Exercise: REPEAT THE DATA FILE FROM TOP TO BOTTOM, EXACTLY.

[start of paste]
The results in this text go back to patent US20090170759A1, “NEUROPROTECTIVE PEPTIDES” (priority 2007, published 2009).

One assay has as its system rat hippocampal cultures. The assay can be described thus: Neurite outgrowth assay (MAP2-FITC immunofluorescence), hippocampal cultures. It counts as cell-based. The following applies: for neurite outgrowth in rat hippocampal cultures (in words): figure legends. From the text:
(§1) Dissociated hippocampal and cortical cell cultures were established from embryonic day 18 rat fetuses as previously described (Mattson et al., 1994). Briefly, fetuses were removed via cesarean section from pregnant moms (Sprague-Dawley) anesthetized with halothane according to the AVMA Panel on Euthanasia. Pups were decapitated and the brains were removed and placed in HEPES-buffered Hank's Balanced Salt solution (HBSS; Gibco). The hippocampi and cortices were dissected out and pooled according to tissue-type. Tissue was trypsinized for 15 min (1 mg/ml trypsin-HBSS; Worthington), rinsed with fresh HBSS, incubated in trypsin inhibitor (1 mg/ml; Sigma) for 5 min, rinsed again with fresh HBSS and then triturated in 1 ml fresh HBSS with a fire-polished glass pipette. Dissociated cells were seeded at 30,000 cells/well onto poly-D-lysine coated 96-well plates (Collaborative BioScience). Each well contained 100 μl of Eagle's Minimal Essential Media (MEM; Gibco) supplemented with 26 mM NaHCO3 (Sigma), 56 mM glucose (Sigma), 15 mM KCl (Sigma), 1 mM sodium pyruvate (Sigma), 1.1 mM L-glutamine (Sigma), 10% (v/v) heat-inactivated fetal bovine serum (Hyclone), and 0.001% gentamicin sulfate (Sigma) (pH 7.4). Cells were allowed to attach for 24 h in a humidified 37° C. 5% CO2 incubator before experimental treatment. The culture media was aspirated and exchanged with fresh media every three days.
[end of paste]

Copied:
The results in this text go back to patent US20090170759A1, “NEUROPROTECTIVE PEPTIDES” (priority 2007, published 2009).

One assay has as its system rat hippocampal cultures. The assay can be described thus: Neurite outgrowth assay (MAP2-FITC immunofluorescence), hippocampal cultures. It counts as cell-based. The following applies: for neurite outgrowth in rat hippocampal cultures (in words): figure legends. From the text:
(§1) Dissociated hippocampal and cortical cell cultures were established from embryonic day 18 rat fetuses as previously described (Mattson et al., 1994). Briefly, fetuses were removed via cesarean section from pregnant moms (Sprague-Dawley) anesthetized with halothane according to the AVMA Panel on Euthanasia. Pups were decapitated and the brains were removed and placed in HEPES-buffered Hank's Balanced Salt solution (HBSS; Gibco). The hippocampi and cortices were dissected out and pooled according to tissue-type. Tissue was trypsinized for 15 min (1 mg/ml trypsin-HBSS; Worthington), rinsed with fresh HBSS, incubated in trypsin inhibitor (1 mg/ml; Sigma) for 5 min, rinsed again with fresh HBSS and then triturated in 1 ml fresh HBSS with a fire-polished glass pipette. Dissociated cells were seeded at 30,000 cells/well onto poly-D-lysine coated 96-well plates (Collaborative BioScience). Each well contained 100 μl of Eagle's Minimal Essential Media (MEM; Gibco) supplemented with 26 mM NaHCO3 (Sigma), 56 mM glucose (Sigma), 15 mM KCl (Sigma), 1 mM sodium pyruvate (Sigma), 1.1 mM L-glutamine (Sigma), 10% (v/v) heat-inactivated fetal bovine serum (Hyclone), and 0.001% gentamicin sulfate (Sigma) (pH 7.4). Cells were allowed to attach for 24 h in a humidified 37° C. 5% CO2 incubator before experimental treatment. The culture media was aspirated and exchanged with fresh media every three days.